Limuru rider Peter Ndung’u, who was involved in an accident two years ago, told the committee his workmates keep asking him why he had not been compensated, despite having driving and insurance documents at the time.
He said a matatu driver who was alleged to have caused the accident in August 2016 was charged but the case has never been determined by the court. Ndung’u said in his group of 23 motorcyclists, only seven have insurance covers, and among them, only five riders have valid driving licences.
He said most riders in rural areas do not renew their driving licences and insurance covers, despite wearing clean, reflective jackets. “Once the one-year insurance cover expires, very few riders renew them. Some never ride in towns, sticking to villages where they cannot meet traffic police officers,” Ndung’u said.
The committee also heard that some motorcyclists are involved in robberies, including armed robberies. These are problematic since they are not registered in known groups.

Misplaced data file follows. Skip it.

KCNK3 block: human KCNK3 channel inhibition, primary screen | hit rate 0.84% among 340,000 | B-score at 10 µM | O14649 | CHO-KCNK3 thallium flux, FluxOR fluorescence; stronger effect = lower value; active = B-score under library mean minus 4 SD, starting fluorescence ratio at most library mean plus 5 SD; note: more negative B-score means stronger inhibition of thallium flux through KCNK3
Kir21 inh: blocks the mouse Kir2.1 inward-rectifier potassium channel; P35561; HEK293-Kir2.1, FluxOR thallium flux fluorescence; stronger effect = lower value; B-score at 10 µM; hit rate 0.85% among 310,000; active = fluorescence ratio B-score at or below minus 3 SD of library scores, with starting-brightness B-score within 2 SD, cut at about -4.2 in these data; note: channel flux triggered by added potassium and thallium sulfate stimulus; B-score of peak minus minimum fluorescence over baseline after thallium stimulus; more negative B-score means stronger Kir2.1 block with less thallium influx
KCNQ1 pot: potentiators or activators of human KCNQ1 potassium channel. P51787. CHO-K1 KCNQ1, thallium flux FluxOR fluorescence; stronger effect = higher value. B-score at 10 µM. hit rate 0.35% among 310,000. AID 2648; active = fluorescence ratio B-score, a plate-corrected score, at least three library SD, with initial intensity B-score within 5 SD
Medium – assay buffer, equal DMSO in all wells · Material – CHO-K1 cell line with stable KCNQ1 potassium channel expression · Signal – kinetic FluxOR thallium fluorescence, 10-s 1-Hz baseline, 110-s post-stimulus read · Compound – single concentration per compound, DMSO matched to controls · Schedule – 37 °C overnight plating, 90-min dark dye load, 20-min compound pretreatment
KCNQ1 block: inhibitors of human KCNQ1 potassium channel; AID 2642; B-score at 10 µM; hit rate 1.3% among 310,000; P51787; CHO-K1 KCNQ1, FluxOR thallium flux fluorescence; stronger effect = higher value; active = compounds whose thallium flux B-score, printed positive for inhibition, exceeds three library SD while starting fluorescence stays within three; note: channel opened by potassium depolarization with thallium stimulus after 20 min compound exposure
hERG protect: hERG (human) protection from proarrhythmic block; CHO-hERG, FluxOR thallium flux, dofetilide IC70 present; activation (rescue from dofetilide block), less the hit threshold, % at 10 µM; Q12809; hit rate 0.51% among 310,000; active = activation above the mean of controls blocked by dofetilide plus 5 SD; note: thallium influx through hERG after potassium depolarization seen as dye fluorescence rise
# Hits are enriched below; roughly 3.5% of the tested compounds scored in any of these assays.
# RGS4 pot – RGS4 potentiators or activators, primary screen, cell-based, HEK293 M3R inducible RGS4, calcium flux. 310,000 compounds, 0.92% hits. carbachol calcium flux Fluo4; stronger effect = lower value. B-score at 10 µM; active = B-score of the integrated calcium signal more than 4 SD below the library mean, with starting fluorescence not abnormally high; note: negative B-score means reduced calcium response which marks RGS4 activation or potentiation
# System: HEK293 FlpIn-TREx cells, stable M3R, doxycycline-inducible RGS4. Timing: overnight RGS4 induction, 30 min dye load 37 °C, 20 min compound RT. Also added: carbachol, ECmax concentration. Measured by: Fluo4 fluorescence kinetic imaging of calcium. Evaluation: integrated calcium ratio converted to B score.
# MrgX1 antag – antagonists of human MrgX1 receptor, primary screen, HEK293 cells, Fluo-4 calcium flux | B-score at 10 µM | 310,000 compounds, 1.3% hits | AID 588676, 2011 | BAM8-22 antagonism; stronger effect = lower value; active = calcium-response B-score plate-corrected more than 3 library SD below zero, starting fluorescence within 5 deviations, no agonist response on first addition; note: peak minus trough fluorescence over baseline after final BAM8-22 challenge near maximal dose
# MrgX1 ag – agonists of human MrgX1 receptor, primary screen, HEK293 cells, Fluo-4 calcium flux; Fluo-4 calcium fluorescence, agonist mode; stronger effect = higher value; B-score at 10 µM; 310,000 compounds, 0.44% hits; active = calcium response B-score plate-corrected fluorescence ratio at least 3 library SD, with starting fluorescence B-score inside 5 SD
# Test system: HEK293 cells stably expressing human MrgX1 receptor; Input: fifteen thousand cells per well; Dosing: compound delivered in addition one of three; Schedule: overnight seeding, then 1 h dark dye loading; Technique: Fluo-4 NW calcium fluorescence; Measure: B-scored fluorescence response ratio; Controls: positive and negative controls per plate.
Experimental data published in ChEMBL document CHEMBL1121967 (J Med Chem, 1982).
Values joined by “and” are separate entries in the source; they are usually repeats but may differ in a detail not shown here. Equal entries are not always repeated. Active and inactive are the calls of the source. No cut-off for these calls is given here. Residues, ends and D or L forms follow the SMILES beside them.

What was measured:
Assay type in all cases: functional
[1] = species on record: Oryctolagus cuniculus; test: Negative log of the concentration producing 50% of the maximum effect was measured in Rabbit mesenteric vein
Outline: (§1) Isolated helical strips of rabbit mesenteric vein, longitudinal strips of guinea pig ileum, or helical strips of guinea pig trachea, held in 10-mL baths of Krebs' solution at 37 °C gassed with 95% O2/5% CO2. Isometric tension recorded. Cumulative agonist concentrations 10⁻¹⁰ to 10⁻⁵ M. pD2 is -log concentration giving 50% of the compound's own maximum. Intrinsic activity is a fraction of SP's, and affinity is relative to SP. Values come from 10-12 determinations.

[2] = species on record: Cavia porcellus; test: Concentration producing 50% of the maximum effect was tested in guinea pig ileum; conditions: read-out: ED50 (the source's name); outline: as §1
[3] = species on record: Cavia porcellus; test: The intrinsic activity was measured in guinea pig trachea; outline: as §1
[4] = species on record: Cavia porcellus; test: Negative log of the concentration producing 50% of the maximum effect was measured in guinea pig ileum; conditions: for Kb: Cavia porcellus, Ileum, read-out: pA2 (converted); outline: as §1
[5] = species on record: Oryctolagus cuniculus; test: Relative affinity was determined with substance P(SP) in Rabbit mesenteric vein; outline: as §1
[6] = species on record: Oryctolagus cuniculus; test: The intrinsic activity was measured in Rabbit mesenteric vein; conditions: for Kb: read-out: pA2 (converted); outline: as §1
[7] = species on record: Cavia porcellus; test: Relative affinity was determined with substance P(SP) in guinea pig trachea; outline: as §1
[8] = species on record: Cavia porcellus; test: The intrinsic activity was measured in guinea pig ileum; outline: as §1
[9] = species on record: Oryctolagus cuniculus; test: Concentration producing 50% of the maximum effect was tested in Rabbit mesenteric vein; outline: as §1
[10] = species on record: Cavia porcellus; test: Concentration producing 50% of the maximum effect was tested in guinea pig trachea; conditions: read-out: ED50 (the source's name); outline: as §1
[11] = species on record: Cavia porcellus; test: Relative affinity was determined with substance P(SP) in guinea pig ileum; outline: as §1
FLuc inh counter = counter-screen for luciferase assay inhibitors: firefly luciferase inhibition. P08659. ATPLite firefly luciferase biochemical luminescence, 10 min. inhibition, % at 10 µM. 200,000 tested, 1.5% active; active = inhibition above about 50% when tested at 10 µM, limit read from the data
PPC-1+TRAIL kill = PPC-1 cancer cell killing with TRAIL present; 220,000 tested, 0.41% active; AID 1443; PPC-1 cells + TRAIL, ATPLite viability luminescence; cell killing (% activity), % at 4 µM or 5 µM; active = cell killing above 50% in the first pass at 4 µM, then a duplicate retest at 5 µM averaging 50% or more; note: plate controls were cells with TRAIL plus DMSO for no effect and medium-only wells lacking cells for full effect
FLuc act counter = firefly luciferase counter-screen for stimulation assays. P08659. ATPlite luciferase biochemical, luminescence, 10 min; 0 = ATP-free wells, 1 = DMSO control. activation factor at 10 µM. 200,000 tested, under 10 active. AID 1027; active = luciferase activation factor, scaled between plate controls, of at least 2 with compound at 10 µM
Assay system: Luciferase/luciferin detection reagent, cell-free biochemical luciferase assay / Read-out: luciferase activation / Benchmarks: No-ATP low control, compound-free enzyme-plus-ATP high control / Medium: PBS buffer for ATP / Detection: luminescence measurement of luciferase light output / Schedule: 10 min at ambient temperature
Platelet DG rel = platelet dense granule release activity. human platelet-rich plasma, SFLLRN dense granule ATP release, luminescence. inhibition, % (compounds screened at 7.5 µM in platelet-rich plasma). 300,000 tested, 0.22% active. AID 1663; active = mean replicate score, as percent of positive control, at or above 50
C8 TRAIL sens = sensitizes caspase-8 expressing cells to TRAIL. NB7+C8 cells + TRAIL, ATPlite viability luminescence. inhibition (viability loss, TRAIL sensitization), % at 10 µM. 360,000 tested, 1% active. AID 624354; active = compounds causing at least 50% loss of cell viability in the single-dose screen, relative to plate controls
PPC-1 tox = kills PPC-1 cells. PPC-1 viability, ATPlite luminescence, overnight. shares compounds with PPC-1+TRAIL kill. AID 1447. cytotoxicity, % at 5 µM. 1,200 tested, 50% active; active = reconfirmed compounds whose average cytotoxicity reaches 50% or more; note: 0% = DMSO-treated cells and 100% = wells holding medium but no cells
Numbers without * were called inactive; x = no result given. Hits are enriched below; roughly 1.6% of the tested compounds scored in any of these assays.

CALL FOR RESTRAINT
The judicial officials and the police urged the riders to observe the law and avoid taking the law into their hands. Limuru DCI boss Itheiba urged them to secretly identify the motorcycles they suspect are involved in crime.
He pointed out that some robbers waylay them, kill them and rob them of their motorcycles. “A lot of illegal activities are conducted by people who ride on boda boda motorcycles, such as transporting bhang and chang’aa, and breaking into people’s homes,” he said.
“Help us get the unknown motorcycles crisscrossing our towns and we shall intercept them very quickly. When the security is beefed up, even you yourselves will enjoy working and living in a secure environment. We must work together.”